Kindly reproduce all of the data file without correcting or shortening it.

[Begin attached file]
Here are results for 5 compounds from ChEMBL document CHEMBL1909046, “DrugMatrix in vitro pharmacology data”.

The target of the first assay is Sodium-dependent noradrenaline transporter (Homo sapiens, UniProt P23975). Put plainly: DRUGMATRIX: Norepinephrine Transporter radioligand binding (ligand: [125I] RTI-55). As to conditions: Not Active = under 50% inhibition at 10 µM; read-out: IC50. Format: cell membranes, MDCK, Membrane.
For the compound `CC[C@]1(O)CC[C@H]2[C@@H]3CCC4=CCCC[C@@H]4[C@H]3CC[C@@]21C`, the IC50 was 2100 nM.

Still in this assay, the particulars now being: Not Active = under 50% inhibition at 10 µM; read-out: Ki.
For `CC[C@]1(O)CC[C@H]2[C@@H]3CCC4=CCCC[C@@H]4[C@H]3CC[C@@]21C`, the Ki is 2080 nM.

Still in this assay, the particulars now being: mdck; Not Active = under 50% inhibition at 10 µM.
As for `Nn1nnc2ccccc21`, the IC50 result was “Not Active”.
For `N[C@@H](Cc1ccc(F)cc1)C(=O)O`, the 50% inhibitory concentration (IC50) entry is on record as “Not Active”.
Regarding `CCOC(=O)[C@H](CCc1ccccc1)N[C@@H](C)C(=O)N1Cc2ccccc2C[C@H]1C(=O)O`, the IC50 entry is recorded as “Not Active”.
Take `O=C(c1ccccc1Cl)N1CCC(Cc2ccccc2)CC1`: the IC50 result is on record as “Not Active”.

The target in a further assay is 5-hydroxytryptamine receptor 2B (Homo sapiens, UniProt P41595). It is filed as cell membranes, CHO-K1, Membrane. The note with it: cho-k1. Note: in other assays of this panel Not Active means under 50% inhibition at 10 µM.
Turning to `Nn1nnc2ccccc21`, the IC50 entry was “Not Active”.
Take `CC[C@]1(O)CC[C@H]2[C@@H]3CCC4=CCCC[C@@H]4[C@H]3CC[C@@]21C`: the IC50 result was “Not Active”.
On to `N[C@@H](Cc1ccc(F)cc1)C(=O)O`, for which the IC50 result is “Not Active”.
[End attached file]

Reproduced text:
Here are results for 5 compounds from ChEMBL document CHEMBL1909046, “DrugMatrix in vitro pharmacology data”.

The target of the first assay is Sodium-dependent noradrenaline transporter (Homo sapiens, UniProt P23975). Put plainly: DRUGMATRIX: Norepinephrine Transporter radioligand binding (ligand: [125I] RTI-55). As to conditions: Not Active = under 50% inhibition at 10 µM; read-out: IC50. Format: cell membranes, MDCK, Membrane.
For the compound `CC[C@]1(O)CC[C@H]2[C@@H]3CCC4=CCCC[C@@H]4[C@H]3CC[C@@]21C`, the IC50 was 2100 nM.

Still in this assay, the particulars now being: Not Active = under 50% inhibition at 10 µM; read-out: Ki.
For `CC[C@]1(O)CC[C@H]2[C@@H]3CCC4=CCCC[C@@H]4[C@H]3CC[C@@]21C`, the Ki is 2080 nM.

Still in this assay, the particulars now being: mdck; Not Active = under 50% inhibition at 10 µM.
As for `Nn1nnc2ccccc21`, the IC50 result was “Not Active”.
For `N[C@@H](Cc1ccc(F)cc1)C(=O)O`, the 50% inhibitory concentration (IC50) entry is on record as “Not Active”.
Regarding `CCOC(=O)[C@H](CCc1ccccc1)N[C@@H](C)C(=O)N1Cc2ccccc2C[C@H]1C(=O)O`, the IC50 entry is recorded as “Not Active”.
Take `O=C(c1ccccc1Cl)N1CCC(Cc2ccccc2)CC1`: the IC50 result is on record as “Not Active”.

The target in a further assay is 5-hydroxytryptamine receptor 2B (Homo sapiens, UniProt P41595). It is filed as cell membranes, CHO-K1, Membrane. The note with it: cho-k1. Note: in other assays of this panel Not Active means under 50% inhibition at 10 µM.
Turning to `Nn1nnc2ccccc21`, the IC50 entry was “Not Active”.
Take `CC[C@]1(O)CC[C@H]2[C@@H]3CCC4=CCCC[C@@H]4[C@H]3CC[C@@]21C`: the IC50 result was “Not Active”.
On to `N[C@@H](Cc1ccc(F)cc1)C(=O)O`, for which the IC50 result is “Not Active”.